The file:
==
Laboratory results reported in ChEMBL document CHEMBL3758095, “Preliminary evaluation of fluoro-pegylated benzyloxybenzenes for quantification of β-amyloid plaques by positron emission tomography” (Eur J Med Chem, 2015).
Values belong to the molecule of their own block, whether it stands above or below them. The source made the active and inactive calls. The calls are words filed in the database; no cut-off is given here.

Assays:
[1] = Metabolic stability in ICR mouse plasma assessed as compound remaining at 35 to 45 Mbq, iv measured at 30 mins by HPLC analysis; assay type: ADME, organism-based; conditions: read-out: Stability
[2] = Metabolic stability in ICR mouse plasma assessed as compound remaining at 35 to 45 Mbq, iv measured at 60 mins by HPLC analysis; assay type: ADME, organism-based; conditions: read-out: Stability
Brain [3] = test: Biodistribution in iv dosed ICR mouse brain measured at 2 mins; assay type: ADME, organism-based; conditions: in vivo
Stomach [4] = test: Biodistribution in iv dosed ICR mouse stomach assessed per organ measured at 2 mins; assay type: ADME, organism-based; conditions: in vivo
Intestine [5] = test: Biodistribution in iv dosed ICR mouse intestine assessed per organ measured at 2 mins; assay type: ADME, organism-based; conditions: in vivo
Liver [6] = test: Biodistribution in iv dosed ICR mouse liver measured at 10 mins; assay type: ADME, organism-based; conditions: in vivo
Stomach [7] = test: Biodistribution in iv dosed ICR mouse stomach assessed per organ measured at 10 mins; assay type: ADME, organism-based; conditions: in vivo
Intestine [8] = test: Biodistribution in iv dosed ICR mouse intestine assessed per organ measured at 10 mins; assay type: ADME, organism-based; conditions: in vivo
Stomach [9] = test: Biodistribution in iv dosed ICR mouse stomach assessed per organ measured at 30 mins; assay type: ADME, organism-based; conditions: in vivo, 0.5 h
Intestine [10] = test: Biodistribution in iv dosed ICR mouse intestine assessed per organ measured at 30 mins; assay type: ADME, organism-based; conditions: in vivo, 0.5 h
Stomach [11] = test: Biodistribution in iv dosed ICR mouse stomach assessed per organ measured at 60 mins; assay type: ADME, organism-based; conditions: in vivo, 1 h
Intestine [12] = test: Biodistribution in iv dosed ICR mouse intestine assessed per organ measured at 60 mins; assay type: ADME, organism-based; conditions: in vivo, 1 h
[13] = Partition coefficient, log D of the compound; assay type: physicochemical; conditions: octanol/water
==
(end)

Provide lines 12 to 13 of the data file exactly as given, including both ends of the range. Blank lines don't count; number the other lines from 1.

Stomach [9] = test: Biodistribution in iv dosed ICR mouse stomach assessed per organ measured at 30 mins; assay type: ADME, organism-based; conditions: in vivo, 0.5 h
Intestine [10] = test: Biodistribution in iv dosed ICR mouse intestine assessed per organ measured at 30 mins; assay type: ADME, organism-based; conditions: in vivo, 0.5 h